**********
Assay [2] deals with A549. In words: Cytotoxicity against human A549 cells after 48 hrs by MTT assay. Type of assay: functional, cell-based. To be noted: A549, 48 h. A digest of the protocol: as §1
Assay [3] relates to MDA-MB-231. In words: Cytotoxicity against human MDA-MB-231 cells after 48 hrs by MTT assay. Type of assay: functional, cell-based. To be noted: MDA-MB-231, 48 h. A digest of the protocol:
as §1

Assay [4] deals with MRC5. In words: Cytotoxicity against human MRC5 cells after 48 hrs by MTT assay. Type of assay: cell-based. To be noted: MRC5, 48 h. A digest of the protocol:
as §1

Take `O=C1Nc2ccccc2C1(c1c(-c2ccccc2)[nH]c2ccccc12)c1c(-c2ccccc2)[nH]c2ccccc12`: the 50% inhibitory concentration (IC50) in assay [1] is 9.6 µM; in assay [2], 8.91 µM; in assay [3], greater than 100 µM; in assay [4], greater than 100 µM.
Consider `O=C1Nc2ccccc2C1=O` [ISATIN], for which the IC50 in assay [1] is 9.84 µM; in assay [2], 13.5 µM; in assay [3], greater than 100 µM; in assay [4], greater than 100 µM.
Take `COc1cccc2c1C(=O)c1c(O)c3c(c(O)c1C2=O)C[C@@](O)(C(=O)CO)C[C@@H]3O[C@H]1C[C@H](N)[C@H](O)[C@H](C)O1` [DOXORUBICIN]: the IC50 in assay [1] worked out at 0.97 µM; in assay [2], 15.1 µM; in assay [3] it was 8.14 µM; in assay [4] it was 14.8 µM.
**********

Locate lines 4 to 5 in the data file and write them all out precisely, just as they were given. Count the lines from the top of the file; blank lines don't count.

Assay [4] deals with MRC5. In words: Cytotoxicity against human MRC5 cells after 48 hrs by MTT assay. Type of assay: cell-based. To be noted: MRC5, 48 h. A digest of the protocol:
as §1